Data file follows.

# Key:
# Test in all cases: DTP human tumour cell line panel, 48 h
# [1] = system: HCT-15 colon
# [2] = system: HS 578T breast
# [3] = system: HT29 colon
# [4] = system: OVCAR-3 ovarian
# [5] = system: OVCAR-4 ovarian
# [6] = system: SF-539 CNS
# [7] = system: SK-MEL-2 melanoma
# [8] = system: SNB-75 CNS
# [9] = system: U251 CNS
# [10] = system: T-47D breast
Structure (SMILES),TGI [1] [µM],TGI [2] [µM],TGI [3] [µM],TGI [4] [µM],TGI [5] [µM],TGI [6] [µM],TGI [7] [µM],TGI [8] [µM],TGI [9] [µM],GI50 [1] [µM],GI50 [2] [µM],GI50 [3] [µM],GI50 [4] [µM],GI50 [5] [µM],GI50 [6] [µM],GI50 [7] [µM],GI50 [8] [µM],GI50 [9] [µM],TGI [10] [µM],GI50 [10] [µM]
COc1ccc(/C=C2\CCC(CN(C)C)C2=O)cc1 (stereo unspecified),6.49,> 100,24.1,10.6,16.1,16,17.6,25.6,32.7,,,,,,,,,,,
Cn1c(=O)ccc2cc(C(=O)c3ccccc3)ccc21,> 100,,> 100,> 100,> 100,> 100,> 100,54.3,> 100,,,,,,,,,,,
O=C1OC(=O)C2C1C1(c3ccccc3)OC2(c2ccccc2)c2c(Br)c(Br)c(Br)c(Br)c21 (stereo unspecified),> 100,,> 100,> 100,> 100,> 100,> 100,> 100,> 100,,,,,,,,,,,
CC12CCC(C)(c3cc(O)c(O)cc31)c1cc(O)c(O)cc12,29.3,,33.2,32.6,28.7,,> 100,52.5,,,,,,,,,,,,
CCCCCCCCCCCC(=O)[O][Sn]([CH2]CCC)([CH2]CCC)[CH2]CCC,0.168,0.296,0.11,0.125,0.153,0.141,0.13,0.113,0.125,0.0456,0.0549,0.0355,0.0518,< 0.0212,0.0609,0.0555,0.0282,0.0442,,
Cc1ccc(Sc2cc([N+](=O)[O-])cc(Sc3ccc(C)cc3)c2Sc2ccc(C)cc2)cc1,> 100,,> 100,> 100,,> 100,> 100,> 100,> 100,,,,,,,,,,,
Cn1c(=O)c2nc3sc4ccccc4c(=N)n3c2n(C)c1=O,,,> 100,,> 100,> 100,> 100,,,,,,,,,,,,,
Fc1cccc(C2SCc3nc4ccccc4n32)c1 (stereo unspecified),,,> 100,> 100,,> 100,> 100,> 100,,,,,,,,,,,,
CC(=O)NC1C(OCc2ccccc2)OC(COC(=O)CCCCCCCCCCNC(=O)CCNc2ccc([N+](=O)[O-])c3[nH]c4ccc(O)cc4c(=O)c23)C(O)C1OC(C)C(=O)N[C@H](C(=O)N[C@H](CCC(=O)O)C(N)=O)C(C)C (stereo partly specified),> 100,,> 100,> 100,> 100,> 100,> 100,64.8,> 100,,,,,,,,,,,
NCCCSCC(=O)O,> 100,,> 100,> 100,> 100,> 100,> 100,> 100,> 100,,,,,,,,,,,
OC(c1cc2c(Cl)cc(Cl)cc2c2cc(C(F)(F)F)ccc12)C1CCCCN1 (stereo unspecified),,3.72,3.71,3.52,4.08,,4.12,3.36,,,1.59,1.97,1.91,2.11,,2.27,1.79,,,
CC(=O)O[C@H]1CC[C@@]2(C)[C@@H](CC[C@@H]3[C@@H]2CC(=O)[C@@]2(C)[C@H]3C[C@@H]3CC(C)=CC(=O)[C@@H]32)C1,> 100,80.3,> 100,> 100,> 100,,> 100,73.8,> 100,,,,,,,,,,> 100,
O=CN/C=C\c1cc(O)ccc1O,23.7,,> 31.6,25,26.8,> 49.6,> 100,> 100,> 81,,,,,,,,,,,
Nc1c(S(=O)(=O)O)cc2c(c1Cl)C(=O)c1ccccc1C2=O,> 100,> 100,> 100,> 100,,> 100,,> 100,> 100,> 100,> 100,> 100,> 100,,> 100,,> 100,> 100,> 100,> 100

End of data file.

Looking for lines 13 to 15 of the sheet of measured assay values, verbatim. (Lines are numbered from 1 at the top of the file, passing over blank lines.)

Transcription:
Structure (SMILES),TGI [1] [µM],TGI [2] [µM],TGI [3] [µM],TGI [4] [µM],TGI [5] [µM],TGI [6] [µM],TGI [7] [µM],TGI [8] [µM],TGI [9] [µM],GI50 [1] [µM],GI50 [2] [µM],GI50 [3] [µM],GI50 [4] [µM],GI50 [5] [µM],GI50 [6] [µM],GI50 [7] [µM],GI50 [8] [µM],GI50 [9] [µM],TGI [10] [µM],GI50 [10] [µM]
COc1ccc(/C=C2\CCC(CN(C)C)C2=O)cc1 (stereo unspecified),6.49,> 100,24.1,10.6,16.1,16,17.6,25.6,32.7,,,,,,,,,,,
Cn1c(=O)ccc2cc(C(=O)c3ccccc3)ccc21,> 100,,> 100,> 100,> 100,> 100,> 100,54.3,> 100,,,,,,,,,,,